here is little debate that James Cameron is most definitely not lacking in confidence and determination – indeed, that, um, determination has resulted in Cameron rarely working with the same actor more than once – but Cameron is also one of the most unfairly maligned people in Hollywood, and all because he quoted a line from his last movie. "I'm the king of the world!" he exclaimed after winning the Academy Award for Best Director for his work on "Titanic." And to be fair, Cameron had every right to be exultant. He had spent the last three years getting pummeled in the press for making what was then the most expensive movie of all time, one that had people predicting a bomb of "Heaven's Gate" proportions. Finally, after missing numerous deadlines and going ridiculously over budget, he finishes the movie…and it goes on to become the top grossing movie of all time. If anyone was entitled to revel in the moment, it was Cameron. All he was really saying was that he felt as though he was on top of the world, not king of it.
Now that we've spent all this time humanizing Cameron, it's time to make a deity out of him.
Between 1984 and 1997, James Cameron made six movies, five of which are considered classics and the sixth ("The Abyss") is considered an unheralded classic. His movies are smart, thrilling, nerve-wracking (no movie has a higher quirm-in-your-seat factor than "Aliens"), gorgeously shot, and well acted, a rarity for the action genre at the time. He may make studios crazy with his fastidiousness, but they put up with it because they know he will give them something that is both highly acclaimed and highly profitable. (The next closest movie to "Titanic" in worldwide box office, "The Lord of the Rings: The Return of the King," made $700 million less than the champ.) While his filmography may be short, every one of his movies is a must-see, and arguably a must-own ("Piranha Two: The Spawning" excepted, of course.) There are precious few directors with records as unblemished as Cameron's, and it is that track record that merits his induction here.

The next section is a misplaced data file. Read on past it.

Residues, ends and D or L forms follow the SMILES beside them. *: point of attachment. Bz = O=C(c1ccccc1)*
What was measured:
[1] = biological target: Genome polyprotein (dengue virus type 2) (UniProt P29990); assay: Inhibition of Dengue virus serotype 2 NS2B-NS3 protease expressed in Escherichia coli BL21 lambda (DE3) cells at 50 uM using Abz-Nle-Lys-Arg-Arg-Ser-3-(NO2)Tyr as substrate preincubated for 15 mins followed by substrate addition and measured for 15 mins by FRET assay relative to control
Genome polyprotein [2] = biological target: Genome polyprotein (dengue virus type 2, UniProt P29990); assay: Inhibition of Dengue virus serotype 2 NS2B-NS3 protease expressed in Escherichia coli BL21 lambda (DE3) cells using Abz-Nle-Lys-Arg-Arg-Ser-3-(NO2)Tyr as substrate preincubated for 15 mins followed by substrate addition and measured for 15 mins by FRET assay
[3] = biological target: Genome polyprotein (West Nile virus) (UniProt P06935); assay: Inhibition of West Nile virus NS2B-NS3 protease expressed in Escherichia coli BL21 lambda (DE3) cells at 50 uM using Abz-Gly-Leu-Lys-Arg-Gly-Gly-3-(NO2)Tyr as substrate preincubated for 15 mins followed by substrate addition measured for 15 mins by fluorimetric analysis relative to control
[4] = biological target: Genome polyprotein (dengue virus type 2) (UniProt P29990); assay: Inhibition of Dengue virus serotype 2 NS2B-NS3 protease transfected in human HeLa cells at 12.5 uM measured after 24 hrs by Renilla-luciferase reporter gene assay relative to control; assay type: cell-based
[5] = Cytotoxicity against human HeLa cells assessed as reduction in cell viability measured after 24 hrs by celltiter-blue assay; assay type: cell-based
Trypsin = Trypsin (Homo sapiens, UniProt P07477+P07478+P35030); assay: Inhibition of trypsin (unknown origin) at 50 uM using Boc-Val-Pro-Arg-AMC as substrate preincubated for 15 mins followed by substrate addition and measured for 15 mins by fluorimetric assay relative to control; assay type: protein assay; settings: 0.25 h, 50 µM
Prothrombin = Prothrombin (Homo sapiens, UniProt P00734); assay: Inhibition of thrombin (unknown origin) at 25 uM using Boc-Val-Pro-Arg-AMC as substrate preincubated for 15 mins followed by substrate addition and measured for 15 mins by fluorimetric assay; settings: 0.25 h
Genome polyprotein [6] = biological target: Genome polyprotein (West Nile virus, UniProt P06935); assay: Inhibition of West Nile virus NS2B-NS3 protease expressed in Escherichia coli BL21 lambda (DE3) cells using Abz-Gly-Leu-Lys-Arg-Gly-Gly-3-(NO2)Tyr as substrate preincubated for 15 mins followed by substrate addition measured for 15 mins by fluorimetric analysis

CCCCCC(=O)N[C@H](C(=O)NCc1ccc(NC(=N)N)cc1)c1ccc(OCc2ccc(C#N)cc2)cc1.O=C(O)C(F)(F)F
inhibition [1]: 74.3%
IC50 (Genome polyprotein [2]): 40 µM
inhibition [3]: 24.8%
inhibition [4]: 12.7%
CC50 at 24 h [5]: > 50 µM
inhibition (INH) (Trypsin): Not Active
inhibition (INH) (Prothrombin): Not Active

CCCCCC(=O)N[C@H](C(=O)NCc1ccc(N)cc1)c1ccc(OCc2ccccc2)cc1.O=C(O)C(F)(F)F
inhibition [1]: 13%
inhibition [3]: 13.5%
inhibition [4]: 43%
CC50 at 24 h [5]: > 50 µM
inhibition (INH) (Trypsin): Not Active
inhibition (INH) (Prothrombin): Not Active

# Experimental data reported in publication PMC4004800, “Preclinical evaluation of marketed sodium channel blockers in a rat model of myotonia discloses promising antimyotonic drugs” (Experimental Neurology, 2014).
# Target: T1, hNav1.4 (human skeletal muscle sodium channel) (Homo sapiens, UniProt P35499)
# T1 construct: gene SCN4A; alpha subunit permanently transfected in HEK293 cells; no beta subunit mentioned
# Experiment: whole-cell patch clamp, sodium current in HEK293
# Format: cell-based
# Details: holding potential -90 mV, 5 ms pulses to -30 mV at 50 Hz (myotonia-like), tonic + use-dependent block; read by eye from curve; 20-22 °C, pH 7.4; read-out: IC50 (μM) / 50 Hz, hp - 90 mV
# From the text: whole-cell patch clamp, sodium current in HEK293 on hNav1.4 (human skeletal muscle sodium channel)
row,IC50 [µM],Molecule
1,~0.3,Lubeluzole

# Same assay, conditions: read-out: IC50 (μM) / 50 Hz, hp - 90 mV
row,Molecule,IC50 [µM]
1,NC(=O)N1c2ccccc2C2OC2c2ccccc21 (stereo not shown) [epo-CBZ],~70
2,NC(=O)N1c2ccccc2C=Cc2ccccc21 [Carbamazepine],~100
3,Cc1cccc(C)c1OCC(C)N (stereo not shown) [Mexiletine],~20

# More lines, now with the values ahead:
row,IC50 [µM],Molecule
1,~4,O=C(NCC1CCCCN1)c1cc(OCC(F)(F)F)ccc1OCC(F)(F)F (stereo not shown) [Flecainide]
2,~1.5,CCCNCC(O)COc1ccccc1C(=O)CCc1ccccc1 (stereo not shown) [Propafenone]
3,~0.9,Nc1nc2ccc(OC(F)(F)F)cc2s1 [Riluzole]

At long last, nearly a decade after "Titanic," Cameron has announced that he will start work on "Avatar," an all-CGI film about a war veteran on a humanoid planet. In typical Cameron fashion, he'll first build a multi-player online game for it, and shoot the movie inside the game. One estimate has the movie costing more than $350 million. No matter how much it costs, you can bet that it will look like nothing you've ever seen before.
Fun fact: Cameron, like fellow inductee Martin Scorsese, got his start by working for Roger Corman, first as a production assistant on "Rock & Roll High School" and later as a unit director on "Galaxy of Terror" (Erin Moran, Ray Walston, Robert Englund…how was this not a huge hit?).
"The Terminator" (1984)
Cameron's unofficial directorial debut (more on that later), "The Terminator" is a mean little movie from the supposedly empty-headed '80s. Schwarzenegger has never been more believable as an actor than when he was playing a machine.